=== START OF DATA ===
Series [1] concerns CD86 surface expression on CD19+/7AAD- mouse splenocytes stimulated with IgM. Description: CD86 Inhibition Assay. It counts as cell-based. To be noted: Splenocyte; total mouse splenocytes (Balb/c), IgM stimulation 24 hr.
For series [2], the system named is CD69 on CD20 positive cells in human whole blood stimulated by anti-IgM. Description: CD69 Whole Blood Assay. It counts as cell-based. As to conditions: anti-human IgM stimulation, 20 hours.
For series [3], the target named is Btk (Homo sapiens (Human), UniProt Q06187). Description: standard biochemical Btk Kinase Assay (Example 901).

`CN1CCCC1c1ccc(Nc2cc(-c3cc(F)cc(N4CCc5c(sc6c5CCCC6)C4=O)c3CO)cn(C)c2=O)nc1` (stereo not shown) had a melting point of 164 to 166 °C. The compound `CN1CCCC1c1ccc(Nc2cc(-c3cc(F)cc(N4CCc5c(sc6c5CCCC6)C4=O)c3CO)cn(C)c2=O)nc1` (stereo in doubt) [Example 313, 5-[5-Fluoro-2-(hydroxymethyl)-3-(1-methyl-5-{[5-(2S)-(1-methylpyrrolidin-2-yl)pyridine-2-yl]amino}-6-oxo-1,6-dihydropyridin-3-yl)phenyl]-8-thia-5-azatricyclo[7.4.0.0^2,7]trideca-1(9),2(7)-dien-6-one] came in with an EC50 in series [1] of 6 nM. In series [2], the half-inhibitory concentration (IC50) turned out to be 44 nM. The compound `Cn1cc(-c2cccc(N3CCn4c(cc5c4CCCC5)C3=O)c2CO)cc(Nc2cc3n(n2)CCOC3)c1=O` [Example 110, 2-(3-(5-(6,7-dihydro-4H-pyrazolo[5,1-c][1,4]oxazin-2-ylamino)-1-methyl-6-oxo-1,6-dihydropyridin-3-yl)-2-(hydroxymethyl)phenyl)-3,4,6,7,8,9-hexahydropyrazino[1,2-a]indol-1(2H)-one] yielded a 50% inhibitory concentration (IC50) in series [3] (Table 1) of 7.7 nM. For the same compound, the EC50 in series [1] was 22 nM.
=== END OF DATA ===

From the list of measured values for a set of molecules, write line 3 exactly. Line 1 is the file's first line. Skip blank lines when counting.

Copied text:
For series [3], the target named is Btk (Homo sapiens (Human), UniProt Q06187). Description: standard biochemical Btk Kinase Assay (Example 901).